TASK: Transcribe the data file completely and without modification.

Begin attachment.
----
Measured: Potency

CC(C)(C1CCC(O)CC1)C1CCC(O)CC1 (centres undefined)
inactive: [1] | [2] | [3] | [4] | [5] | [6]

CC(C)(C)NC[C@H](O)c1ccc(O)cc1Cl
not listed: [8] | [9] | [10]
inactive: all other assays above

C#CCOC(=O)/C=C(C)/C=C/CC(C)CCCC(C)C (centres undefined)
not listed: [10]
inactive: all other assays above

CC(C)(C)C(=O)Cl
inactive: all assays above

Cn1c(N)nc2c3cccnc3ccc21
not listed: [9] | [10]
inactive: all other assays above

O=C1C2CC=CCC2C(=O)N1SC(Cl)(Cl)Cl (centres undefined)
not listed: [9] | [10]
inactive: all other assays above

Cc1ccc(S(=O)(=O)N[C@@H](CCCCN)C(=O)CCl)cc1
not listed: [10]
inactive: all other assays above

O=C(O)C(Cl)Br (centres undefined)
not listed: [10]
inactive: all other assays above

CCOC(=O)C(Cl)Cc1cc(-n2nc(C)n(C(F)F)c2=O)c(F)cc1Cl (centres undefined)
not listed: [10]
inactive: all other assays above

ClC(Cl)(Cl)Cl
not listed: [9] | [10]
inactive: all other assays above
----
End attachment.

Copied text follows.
Measured: Potency

CC(C)(C1CCC(O)CC1)C1CCC(O)CC1 (centres undefined)
inactive: [1] | [2] | [3] | [4] | [5] | [6]

CC(C)(C)NC[C@H](O)c1ccc(O)cc1Cl
not listed: [8] | [9] | [10]
inactive: all other assays above

C#CCOC(=O)/C=C(C)/C=C/CC(C)CCCC(C)C (centres undefined)
not listed: [10]
inactive: all other assays above

CC(C)(C)C(=O)Cl
inactive: all assays above

Cn1c(N)nc2c3cccnc3ccc21
not listed: [9] | [10]
inactive: all other assays above

O=C1C2CC=CCC2C(=O)N1SC(Cl)(Cl)Cl (centres undefined)
not listed: [9] | [10]
inactive: all other assays above

Cc1ccc(S(=O)(=O)N[C@@H](CCCCN)C(=O)CCl)cc1
not listed: [10]
inactive: all other assays above

O=C(O)C(Cl)Br (centres undefined)
not listed: [10]
inactive: all other assays above

CCOC(=O)C(Cl)Cc1cc(-n2nc(C)n(C(F)F)c2=O)c(F)cc1Cl (centres undefined)
not listed: [10]
inactive: all other assays above

ClC(Cl)(Cl)Cl
not listed: [9] | [10]
inactive: all other assays above